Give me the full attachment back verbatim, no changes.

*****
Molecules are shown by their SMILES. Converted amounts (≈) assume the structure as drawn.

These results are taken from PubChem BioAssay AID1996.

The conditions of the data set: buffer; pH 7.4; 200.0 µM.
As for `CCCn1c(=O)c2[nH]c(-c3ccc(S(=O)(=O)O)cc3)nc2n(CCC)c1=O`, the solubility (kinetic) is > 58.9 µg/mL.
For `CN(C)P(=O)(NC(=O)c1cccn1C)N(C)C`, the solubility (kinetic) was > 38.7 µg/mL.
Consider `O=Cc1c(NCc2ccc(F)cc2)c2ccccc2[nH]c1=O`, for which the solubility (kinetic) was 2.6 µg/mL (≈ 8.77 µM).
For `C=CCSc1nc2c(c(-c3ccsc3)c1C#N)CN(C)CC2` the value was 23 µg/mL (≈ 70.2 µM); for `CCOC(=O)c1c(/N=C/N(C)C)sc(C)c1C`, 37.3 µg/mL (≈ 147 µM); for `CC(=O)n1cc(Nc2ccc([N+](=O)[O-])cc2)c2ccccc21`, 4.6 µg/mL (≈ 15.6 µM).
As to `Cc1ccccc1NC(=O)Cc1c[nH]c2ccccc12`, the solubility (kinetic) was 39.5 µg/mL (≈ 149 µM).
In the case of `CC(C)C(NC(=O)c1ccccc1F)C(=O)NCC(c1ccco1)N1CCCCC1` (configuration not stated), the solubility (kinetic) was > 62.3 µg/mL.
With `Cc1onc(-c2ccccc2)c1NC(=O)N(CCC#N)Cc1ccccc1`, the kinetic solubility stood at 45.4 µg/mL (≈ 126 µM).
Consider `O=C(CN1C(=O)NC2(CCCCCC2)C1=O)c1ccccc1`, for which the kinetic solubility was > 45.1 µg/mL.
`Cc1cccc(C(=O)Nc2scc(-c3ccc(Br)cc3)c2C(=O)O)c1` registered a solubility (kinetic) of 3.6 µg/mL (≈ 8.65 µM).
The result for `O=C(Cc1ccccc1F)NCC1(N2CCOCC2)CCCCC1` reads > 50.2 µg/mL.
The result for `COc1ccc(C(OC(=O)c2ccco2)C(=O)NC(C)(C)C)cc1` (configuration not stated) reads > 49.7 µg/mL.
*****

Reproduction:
Molecules are shown by their SMILES. Converted amounts (≈) assume the structure as drawn.

These results are taken from PubChem BioAssay AID1996.

The conditions of the data set: buffer; pH 7.4; 200.0 µM.
As for `CCCn1c(=O)c2[nH]c(-c3ccc(S(=O)(=O)O)cc3)nc2n(CCC)c1=O`, the solubility (kinetic) is > 58.9 µg/mL.
For `CN(C)P(=O)(NC(=O)c1cccn1C)N(C)C`, the solubility (kinetic) was > 38.7 µg/mL.
Consider `O=Cc1c(NCc2ccc(F)cc2)c2ccccc2[nH]c1=O`, for which the solubility (kinetic) was 2.6 µg/mL (≈ 8.77 µM).
For `C=CCSc1nc2c(c(-c3ccsc3)c1C#N)CN(C)CC2` the value was 23 µg/mL (≈ 70.2 µM); for `CCOC(=O)c1c(/N=C/N(C)C)sc(C)c1C`, 37.3 µg/mL (≈ 147 µM); for `CC(=O)n1cc(Nc2ccc([N+](=O)[O-])cc2)c2ccccc21`, 4.6 µg/mL (≈ 15.6 µM).
As to `Cc1ccccc1NC(=O)Cc1c[nH]c2ccccc12`, the solubility (kinetic) was 39.5 µg/mL (≈ 149 µM).
In the case of `CC(C)C(NC(=O)c1ccccc1F)C(=O)NCC(c1ccco1)N1CCCCC1` (configuration not stated), the solubility (kinetic) was > 62.3 µg/mL.
With `Cc1onc(-c2ccccc2)c1NC(=O)N(CCC#N)Cc1ccccc1`, the kinetic solubility stood at 45.4 µg/mL (≈ 126 µM).
Consider `O=C(CN1C(=O)NC2(CCCCCC2)C1=O)c1ccccc1`, for which the kinetic solubility was > 45.1 µg/mL.
`Cc1cccc(C(=O)Nc2scc(-c3ccc(Br)cc3)c2C(=O)O)c1` registered a solubility (kinetic) of 3.6 µg/mL (≈ 8.65 µM).
The result for `O=C(Cc1ccccc1F)NCC1(N2CCOCC2)CCCCC1` reads > 50.2 µg/mL.
The result for `COc1ccc(C(OC(=O)c2ccco2)C(=O)NC(C)(C)C)cc1` (configuration not stated) reads > 49.7 µg/mL.